One thing is clear about our multi-dimensional standards: They require a complex and thoughtful approach to assessment. No single, conventional, summative test can be expected to provide reliable data sufficient enough to satisfy the demands of all possible audiences. To say a student truly understands all dimensions of a multi-year set of Performance Expectations (PEs) would require days of intensive assessment or a technological solution that currently exists only in science fiction. So how do we improve our ability to ascertain what students know and can do, given the limitations of the traditional summative assessment model?
The obvious answer is that we should go beyond the traditional summative assessment model. We’re not required to base our understanding of student achievement solely on a single assessment given at the end of the school year (or multiple years when grade-band testing.) To more accurately assess multi-dimensional standards, we need to employ an approach that allows us to measure student performance at different times and in different ways. Most importantly, we need to emphasize formative assessment over summative assessment, which will enable teachers to make course corrections well before the summative assessment. This requires a new way of thinking about assessment in science: a systems approach.
In the 2016–17 school year, Kentucky field-tested this new approach. In addition to new summative assessments at elementary, middle, and high school levels, we implemented formative assessments at every grade level. Called Through Course Tasks (TCTs), these assessments differed greatly from the traditional science assessment approach. They combined summative assessment for accountability with daily formative classroom assessment to create a system of science assessments.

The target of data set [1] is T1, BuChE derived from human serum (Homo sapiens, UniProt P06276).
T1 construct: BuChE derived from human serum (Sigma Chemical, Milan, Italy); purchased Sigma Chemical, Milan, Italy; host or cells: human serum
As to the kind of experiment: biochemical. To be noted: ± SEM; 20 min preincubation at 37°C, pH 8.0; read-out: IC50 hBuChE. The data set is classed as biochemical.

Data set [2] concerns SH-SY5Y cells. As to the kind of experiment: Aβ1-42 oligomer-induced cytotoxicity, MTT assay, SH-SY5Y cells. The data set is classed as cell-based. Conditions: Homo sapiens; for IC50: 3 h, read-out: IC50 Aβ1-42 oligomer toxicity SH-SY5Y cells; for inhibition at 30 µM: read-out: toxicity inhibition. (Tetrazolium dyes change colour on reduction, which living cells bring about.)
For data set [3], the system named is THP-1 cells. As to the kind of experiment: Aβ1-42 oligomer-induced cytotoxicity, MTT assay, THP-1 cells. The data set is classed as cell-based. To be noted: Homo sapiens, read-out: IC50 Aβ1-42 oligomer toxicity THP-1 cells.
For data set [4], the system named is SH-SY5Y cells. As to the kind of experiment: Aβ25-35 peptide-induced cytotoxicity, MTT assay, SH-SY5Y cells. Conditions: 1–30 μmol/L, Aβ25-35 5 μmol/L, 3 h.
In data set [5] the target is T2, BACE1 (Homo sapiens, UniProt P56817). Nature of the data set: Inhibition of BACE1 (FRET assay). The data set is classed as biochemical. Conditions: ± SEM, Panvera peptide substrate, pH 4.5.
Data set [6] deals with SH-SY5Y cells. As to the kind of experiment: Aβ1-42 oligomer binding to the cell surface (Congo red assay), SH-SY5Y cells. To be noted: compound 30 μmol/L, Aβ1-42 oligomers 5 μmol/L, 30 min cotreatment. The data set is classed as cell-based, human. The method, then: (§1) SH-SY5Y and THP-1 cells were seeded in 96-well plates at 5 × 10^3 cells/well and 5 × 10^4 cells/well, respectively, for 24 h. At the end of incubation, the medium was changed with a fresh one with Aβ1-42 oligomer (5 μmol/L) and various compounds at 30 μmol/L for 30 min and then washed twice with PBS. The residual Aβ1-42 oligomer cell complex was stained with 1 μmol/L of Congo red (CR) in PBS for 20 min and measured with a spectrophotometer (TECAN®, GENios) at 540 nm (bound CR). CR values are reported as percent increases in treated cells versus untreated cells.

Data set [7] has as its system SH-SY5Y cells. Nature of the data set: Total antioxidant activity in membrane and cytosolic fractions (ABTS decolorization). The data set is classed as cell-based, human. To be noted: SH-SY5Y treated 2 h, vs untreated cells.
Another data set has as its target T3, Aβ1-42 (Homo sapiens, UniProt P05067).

Three Components of a Science Assessment System
Classroom-Embedded Assessments (CEAs)
Vital to any good assessment system is teachers’ daily assessment at the individual classroom level. Teachers engage students in formative assessment on a minute-by-minute basis to determine the corrections necessary to maximize each student’s learning progress. As teachers become more familiar with multi-dimensional assessment, their CEAs will become more precise in revealing deficiencies in students’ understanding of the Science and Engineering Practices (SEP) and Crosscutting Concepts (CCC), and teachers’ traditional “content” assessments may benefit as well. While the information gathered does not contribute to a student, teacher, or school score on any accountability measure, it is crucial in directing student learning.
Through Course Tasks (TCT)
TCTs are multi-dimensional tasks to help teachers learn more about their students. Specifically, the TCTs are designed to elicit evidence of student understanding of the SEP and CCC. While TCTs share some characteristics with other components of the system, they are unique because they
- are a collection of common tasks available to all K–12 teachers of science ;
- are created by teachers and shared statewide through an electronic portal;
- are accompanied by a guide explaining the task and how to facilitate it with students;
- are three-dimensional tasks, but designed to elicit evidence of student understanding of primarily SEP and CCC because they are untethered from the content of any particular Performance Expectation;